|Title||The influence of land use on stream biofilm nutrient limitation across eight North American ecoregions|
|Publication Type||Journal Article|
|Year of Publication||2009|
|Authors||Johnson, LT, Tank, JL, Dodds, WK|
|Journal||Canadian Journal of Fisheries and Aquatic Sciences|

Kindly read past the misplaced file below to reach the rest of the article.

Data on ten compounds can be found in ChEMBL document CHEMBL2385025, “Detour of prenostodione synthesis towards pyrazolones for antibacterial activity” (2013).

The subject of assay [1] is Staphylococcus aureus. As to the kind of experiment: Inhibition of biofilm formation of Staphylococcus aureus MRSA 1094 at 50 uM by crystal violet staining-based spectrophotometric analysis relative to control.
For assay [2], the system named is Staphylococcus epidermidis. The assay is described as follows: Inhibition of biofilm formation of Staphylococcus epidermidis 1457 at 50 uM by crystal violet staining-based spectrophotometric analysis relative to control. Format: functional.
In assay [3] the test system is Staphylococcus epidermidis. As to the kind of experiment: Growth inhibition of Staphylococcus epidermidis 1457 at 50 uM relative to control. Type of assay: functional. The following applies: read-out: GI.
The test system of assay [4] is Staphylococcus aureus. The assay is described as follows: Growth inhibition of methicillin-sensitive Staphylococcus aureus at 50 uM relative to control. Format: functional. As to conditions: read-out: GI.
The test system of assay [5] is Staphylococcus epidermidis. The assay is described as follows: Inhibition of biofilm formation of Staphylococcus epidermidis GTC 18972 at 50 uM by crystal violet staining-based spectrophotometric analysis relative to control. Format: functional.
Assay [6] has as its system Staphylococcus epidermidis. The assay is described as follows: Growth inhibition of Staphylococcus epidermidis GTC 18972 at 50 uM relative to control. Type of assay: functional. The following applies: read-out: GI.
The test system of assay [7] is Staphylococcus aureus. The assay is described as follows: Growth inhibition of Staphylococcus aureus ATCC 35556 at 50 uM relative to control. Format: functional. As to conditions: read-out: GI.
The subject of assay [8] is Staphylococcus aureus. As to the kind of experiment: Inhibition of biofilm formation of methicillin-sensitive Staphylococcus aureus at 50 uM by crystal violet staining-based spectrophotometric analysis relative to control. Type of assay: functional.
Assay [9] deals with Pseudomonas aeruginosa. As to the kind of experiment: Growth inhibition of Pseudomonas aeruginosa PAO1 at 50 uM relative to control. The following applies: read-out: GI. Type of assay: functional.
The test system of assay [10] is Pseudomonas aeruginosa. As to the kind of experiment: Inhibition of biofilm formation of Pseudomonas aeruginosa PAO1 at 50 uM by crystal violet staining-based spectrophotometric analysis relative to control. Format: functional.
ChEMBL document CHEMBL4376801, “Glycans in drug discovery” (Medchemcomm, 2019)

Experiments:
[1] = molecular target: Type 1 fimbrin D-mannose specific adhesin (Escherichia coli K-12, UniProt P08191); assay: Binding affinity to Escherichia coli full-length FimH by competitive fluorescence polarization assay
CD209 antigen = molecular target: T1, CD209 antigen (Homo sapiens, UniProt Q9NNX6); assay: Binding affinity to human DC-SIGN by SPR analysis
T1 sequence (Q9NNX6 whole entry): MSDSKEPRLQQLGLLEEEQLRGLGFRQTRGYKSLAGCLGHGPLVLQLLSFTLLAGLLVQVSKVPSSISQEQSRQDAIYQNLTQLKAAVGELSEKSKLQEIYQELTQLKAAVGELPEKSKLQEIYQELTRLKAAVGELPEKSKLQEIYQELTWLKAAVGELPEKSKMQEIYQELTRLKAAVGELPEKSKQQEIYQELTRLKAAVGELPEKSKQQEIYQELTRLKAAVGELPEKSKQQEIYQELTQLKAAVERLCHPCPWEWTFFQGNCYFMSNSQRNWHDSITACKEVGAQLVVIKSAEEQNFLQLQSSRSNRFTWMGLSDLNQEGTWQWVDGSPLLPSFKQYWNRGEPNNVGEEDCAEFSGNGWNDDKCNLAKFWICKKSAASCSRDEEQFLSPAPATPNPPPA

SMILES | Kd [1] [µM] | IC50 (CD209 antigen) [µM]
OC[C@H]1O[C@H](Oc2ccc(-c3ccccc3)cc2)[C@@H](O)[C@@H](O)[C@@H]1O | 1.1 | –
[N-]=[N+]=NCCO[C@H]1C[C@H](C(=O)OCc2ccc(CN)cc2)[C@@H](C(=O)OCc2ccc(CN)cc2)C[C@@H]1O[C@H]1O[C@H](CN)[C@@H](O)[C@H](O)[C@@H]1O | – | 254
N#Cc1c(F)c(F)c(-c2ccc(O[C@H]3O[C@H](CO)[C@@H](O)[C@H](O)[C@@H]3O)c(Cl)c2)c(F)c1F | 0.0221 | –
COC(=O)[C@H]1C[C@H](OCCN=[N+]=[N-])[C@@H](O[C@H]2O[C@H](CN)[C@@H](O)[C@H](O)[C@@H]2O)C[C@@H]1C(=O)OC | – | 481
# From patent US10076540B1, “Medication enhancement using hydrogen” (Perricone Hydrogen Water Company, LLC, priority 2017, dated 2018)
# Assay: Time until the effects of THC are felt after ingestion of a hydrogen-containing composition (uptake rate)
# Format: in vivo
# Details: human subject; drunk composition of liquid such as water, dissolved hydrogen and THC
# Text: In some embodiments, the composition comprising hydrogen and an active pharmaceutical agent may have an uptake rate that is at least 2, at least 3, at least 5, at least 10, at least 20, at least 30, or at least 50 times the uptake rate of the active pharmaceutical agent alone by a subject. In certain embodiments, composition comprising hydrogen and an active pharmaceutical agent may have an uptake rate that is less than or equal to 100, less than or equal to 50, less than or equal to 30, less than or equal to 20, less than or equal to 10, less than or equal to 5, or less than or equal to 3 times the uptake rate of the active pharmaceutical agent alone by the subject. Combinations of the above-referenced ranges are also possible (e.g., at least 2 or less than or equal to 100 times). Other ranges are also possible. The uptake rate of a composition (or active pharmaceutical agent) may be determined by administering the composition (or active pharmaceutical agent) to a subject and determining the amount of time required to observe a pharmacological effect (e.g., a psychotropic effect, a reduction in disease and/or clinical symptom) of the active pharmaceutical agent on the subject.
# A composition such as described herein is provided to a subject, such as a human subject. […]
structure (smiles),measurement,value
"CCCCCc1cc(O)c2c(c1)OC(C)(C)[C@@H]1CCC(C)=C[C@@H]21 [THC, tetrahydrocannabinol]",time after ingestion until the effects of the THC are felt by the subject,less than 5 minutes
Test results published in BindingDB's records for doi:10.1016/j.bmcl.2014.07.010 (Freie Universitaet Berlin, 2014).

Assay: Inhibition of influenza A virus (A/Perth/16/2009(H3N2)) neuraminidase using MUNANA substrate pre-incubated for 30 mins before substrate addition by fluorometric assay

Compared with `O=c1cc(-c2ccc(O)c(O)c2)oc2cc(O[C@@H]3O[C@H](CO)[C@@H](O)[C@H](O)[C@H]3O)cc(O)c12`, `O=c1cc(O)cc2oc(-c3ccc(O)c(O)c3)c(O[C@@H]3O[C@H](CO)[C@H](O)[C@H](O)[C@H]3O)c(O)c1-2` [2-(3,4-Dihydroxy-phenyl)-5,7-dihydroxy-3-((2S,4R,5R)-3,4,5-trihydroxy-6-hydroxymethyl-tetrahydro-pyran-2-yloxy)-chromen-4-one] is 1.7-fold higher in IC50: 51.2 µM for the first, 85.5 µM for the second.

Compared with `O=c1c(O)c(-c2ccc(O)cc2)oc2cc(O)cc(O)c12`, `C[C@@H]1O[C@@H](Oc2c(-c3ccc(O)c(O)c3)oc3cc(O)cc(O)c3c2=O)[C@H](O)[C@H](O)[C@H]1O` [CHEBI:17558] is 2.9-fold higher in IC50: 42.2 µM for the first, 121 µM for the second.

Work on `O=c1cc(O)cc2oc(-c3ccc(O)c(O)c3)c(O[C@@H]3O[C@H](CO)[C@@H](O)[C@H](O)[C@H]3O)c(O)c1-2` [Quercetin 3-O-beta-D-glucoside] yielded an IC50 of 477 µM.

Nutrient diffusing substrata were used to determine the influence of inorganic nitrogen (N) and phosphorus (P) availability on community respiration (CR), gross primary production (GPP), and chlorophyll a (chl a) on inorganic and organic substrata. We incubated substrata in nine streams each in a total of eight ecoregions (n = 72 streams) located in a range of native vegetation, agriculture, and urban land-use types. On organic substrata, CR was nutrient-limited in 94% of reference streams but showed significant nutrient limitation in only 60% and 65% of agricultural and urban streams, respectively. The relative magnitude of nutrient limitation for CR on organic substrata decreased with increasing percent modified land use in the basin (agriculture + urban). On inorganic and organic substrata, GPP and chl a were rarely nutrient-limited across all ecoregions and land-use types, although the magnitude of nutrient limitation increased with increasing light availability. The effect of human land use on nutrient limitation of biofilm CR, GPP, and chl a was influenced by ecoregion, yet heterotrophic biofilms were consistently most sensitive to nutrient enrichment across ecoregions. Both heterotrophic and autotrophic biofilm constituents should be considered to fully understand stream ecosystem responses to nutrient enrichment.